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Thread: Removing tile (and messed up toilet)

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  1. #1
    DIY Junior Member hector's Avatar
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    Default Removing tile (and messed up toilet)

    I need tips for the best method of removing tile.

    Basically I've got ceramic tile, on top of thin set, on top of linoleum(!), on top of whatever subfloor they put in basic suburban starter homes circa 1985.

    Issue #2 is that instead of tiling under the toilet, they thin-set mortared around it to make it level with the surrounding tiles. So the toilet is actually cemented to the floor at this point. I don't know whether to laugh or cry.

    As for the tile, some guy here mentioned using an orbital sander to get the thin set mortar off (after chipping the tiles away first with a hammer and chisel I presume). Is there a simpler method given that it's on linoleum? I've built and fixed a number of things, but I've never really demolished anything (intentionally that is (ha)) except for old furniture.

    And then what about the toilet? Remove the tank and vacuum or pump out the water, then sledge it? Or try to crack it apart from the mortar? I really have no idea. Also, would it be a bad idea to do the toilet last (because it might break apart from the vibrations of removing the tile)? I wanted to take my time with all this and still use the toilet if possible.


    Hector

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    Moderator & Master Plumber hj's Avatar
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    turn off the water to the toilet and remove the water from it. Then KICK the side of the toilet, on both sides, to break it out of the grout.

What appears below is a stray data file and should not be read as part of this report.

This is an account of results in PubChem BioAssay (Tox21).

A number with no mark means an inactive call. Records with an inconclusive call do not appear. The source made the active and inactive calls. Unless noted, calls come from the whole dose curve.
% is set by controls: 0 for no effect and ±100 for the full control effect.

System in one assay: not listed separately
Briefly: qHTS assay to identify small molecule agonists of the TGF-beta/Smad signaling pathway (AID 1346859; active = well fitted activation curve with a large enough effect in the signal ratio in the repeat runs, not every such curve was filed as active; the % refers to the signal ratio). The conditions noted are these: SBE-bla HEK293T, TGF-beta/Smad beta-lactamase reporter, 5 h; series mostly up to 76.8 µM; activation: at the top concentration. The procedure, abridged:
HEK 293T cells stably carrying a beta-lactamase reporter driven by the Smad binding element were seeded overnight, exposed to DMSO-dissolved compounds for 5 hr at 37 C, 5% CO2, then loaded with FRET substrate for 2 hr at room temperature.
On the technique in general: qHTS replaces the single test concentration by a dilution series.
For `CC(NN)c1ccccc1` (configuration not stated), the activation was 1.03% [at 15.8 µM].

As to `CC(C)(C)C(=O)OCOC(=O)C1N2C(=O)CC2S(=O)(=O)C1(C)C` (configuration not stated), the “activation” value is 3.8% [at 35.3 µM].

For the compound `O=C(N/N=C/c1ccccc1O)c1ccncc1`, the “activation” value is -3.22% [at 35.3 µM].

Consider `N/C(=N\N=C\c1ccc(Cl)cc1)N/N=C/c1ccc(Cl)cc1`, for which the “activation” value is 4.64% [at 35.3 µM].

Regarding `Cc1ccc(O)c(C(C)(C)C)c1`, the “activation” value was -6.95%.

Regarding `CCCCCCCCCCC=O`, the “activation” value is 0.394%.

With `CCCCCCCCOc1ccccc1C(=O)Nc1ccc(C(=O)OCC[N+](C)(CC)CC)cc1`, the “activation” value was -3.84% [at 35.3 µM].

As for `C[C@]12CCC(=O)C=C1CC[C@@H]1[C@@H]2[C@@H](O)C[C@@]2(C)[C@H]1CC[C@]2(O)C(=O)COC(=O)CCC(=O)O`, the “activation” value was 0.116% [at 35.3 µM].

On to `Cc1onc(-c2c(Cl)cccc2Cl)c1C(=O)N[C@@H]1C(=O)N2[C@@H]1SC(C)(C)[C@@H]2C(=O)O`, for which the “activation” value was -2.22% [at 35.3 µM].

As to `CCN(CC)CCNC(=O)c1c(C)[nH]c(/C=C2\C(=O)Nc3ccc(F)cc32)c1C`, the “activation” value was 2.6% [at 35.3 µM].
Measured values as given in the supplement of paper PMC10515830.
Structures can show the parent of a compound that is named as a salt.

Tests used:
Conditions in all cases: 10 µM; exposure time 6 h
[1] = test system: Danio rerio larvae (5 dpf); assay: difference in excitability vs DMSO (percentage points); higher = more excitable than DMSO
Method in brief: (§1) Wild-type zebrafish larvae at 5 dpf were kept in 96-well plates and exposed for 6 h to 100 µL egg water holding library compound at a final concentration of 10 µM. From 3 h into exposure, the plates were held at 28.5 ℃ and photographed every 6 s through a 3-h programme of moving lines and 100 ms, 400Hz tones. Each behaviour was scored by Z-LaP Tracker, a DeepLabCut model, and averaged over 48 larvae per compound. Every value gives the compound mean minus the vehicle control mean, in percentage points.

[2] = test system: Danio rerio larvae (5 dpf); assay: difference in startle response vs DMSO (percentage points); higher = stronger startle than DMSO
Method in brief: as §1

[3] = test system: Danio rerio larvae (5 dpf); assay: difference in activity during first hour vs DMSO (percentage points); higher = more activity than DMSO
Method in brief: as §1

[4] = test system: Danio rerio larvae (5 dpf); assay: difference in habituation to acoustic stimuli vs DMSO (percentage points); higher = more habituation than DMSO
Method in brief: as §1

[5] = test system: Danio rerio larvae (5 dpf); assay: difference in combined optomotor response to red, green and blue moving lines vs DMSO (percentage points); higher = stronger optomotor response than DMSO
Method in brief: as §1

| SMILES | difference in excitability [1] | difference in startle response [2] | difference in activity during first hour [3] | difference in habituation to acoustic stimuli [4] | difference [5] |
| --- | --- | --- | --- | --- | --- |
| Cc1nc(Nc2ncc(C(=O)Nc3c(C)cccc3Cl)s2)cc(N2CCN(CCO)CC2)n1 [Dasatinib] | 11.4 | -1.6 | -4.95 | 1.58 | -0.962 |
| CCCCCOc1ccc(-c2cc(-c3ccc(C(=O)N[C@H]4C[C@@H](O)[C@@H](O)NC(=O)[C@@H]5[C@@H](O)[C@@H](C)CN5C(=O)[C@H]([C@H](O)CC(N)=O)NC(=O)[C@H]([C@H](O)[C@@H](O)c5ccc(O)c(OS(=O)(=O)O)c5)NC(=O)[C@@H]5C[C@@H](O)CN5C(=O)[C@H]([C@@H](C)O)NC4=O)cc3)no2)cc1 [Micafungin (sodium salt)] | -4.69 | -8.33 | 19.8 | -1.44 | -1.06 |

Last edited by Terry; 11-04-2011 at 11:42 AM.
    Licensed residential and commercial plumber

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    Forum Admin, Expert Plumber Terry's Avatar
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    On a job like your's, you may need to pull the bowl, remove the subfloor, and start over.
    It's quicker and better to install from scratch then to try to sand off glue and thinset.

  4. #4
    Retired Defense Industry Engineer jadnashua's Avatar
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    I think you're lucky it lasted...

    There is no thinset (that I know of) that is rated for direct installation over linoleum. And, if the linoleum is installed over 1/4" luan ply, which is common, that's not an approved substrate, either.

    Now, that being said, a highly modified thinset is pretty sticky, but any wax or other contaminants would likely be a bond breaker. I think that if you can get a good start point, and use a flat chisel at a low angle, you'll probably find that the tile comes off at the thinset/linoleum boundary when you whack it a bit.

    Then, you'd need to rethink your subfloor, if you want one done to one of the many different industry standards.
    Jim DeBruycker
    Important note - I'm not a pro
    Retired Defense Industry Engineer; Schluter 2.5-day Workshop Completed 2013, 2014

  5. #5
    DIY Junior Member hector's Avatar
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    Thanks for the tips. Yeah, I'm surprised it's lasted as well as it has. The tile extends out of the bathroom across a hall and into a kitchen and there's only two cracked tiles (one only recently). It's been in there probably 15-20 years. On the other hand it's always been hideous.

  6. #6
    Test, Don't Guess! cacher_chick's Avatar
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    You might consider cutting your losses and gutting the flooring in the bathroom so you can start over. If you have a bunch of extra tile from the original job, you could cut out a 3'x3' square where the toilet is and just rebuild that section. Getting the height of the patched section to match the surrounding floor would be the biggest challenge.

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